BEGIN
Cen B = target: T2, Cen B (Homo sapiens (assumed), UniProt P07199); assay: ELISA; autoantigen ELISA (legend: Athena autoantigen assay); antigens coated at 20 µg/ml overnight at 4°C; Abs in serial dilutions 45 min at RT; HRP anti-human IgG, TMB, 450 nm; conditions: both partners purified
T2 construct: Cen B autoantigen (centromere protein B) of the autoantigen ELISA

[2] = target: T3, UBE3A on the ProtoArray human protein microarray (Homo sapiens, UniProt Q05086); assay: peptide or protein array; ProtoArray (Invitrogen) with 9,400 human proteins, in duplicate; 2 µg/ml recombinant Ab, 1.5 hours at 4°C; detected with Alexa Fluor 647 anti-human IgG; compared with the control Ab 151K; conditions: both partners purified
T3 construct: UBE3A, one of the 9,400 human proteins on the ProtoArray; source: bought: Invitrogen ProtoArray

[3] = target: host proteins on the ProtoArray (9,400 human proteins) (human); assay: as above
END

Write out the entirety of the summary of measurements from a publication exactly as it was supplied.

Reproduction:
Cen B = target: T2, Cen B (Homo sapiens (assumed), UniProt P07199); assay: ELISA; autoantigen ELISA (legend: Athena autoantigen assay); antigens coated at 20 µg/ml overnight at 4°C; Abs in serial dilutions 45 min at RT; HRP anti-human IgG, TMB, 450 nm; conditions: both partners purified
T2 construct: Cen B autoantigen (centromere protein B) of the autoantigen ELISA

[2] = target: T3, UBE3A on the ProtoArray human protein microarray (Homo sapiens, UniProt Q05086); assay: peptide or protein array; ProtoArray (Invitrogen) with 9,400 human proteins, in duplicate; 2 µg/ml recombinant Ab, 1.5 hours at 4°C; detected with Alexa Fluor 647 anti-human IgG; compared with the control Ab 151K; conditions: both partners purified
T3 construct: UBE3A, one of the 9,400 human proteins on the ProtoArray; source: bought: Invitrogen ProtoArray

[3] = target: host proteins on the ProtoArray (9,400 human proteins) (human); assay: as above